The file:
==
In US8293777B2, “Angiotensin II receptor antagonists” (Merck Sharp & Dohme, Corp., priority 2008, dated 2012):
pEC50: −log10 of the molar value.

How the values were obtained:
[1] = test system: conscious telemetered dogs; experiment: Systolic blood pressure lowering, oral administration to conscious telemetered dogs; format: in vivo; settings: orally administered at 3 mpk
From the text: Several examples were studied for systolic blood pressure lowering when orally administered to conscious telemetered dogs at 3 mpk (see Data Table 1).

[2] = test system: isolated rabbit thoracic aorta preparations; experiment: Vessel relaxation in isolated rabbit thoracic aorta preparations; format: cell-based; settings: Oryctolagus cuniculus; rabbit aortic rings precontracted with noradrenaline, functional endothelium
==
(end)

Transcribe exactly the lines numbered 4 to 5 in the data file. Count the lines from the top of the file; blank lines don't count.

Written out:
[1] = test system: conscious telemetered dogs; experiment: Systolic blood pressure lowering, oral administration to conscious telemetered dogs; format: in vivo; settings: orally administered at 3 mpk
From the text: Several examples were studied for systolic blood pressure lowering when orally administered to conscious telemetered dogs at 3 mpk (see Data Table 1).